[00123] Using ActionScript, the needle position can be calculated mathematically, using (x,y,z) coordinates to track position. Visual feedback of the needle position is provided to the user through 2D graphics. Collision detection is used to determine when the needle tip is close enough to a nerve to produce a motor response or when the needle is too close to a nerve. Feedback and consequences are presented if a nerve or artery is accidentally pierced. [00124] Various approaches may be used to implement collision detection in three dimensions. Examples include:

• Use ActionScript math functions to compare a (x,y,z) location to an area mathematically • Use Flash's standard timeline-based collision dejection routines with layered objects to simulate depth

• Use Flash's standard timeline-based collision detection routines with a two-plane orthographic projection

[00125] Didactic content presented in the helpers is encoded through standard web file formats, such as XML, HTML/Javascript, Flash SWF files, JPEG, GIF, and CSS. JIT instruction is presented in a layer over the movie, using a separate flash template. [00126] Feedback is triggered by variables maintained by the state engine and changes that occur within the simulation and practice games as the user interacts with them. Feedback is presented in a layer over the movie, using a separate Flash template. [00127] In one embodiment, in all levels except the final one, the user can choose to show or hide the following features:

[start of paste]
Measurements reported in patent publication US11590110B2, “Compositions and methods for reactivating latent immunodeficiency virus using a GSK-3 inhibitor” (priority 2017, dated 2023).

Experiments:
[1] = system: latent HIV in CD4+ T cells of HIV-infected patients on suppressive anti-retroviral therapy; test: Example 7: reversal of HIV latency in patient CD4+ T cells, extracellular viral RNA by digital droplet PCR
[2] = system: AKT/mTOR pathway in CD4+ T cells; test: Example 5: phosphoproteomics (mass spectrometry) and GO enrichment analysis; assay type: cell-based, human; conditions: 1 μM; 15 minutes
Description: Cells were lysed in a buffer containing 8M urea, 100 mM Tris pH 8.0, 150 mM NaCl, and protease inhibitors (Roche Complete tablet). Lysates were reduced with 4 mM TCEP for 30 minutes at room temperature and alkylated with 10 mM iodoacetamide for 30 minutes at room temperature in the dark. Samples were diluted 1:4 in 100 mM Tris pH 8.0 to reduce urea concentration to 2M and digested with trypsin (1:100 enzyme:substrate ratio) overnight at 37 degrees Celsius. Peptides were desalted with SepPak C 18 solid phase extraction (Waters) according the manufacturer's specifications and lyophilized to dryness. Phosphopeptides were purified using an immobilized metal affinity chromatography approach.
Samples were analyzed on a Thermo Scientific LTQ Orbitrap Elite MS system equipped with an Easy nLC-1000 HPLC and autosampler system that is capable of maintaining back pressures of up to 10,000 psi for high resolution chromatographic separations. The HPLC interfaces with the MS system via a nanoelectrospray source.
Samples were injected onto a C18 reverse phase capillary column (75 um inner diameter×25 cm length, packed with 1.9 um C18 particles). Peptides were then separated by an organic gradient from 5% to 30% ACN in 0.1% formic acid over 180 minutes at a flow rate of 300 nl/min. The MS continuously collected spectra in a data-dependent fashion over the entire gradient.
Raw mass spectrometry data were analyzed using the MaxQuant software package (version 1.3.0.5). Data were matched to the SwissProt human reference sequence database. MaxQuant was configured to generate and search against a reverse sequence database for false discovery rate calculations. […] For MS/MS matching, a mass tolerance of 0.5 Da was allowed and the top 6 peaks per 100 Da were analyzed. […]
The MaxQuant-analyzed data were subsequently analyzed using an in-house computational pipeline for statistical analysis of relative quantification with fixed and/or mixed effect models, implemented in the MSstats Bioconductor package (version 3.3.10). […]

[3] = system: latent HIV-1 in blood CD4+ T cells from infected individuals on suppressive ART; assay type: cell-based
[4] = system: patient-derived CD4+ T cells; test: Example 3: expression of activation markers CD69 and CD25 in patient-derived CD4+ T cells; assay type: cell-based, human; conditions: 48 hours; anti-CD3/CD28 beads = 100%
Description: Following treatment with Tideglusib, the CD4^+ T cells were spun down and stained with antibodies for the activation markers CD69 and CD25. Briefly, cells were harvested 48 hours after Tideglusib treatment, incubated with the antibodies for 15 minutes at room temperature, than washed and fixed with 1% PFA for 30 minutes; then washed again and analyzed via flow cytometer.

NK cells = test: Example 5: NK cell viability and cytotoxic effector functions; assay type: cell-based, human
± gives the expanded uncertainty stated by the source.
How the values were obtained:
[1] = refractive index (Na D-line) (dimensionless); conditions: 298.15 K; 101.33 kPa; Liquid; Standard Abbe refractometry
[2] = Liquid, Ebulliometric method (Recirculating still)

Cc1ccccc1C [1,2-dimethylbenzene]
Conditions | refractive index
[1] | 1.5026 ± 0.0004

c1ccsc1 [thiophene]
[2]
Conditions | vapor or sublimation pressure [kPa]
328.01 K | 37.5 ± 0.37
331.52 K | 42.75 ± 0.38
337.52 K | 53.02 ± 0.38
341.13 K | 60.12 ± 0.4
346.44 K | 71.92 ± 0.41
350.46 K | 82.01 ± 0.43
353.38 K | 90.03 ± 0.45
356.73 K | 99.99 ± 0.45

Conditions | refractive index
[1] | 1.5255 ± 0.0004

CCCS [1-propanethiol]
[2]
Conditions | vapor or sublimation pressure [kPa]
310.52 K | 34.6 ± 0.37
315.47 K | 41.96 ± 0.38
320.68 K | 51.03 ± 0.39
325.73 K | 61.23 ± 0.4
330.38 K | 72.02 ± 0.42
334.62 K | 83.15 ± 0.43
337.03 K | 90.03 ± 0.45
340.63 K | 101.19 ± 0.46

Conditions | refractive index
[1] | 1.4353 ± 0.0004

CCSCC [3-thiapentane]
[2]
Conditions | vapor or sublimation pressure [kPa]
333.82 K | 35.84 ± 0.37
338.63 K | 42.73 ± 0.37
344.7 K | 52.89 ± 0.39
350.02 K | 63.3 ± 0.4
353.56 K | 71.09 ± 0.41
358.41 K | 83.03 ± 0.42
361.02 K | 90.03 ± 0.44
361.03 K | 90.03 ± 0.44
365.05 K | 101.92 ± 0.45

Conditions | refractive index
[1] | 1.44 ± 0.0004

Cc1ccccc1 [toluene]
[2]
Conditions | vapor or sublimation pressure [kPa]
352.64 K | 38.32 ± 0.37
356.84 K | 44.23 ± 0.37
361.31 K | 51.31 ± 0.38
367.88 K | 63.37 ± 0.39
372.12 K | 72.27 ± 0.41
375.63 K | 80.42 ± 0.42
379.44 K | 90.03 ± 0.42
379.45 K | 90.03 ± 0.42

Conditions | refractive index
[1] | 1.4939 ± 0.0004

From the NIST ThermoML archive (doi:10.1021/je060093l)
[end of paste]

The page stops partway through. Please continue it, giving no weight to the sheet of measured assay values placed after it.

• Coaching (Instructive Feedback)

• Interior Window

[00128] These features, as well as the helpers, are not available in the final level.

Consequences and cumulative scoring, however, are always displayed.

[00129] Upon entering the simulation, the user is presented with an introduction screen.

The introduction allows the user to select the level at which he/she will play. If the user has previously used the simulation, the introduction screen displays the last level the user successfully completed as the default choice.

[00130] The introduction also contains an orientation, describing the features and tools available in the interface at each game level and demonstrating how to navigate the simulation. The user may view the orientation to help determine an appropriate level at which to play. [00131] The GUI is divided into two main areas: the activity area and the supporting information area.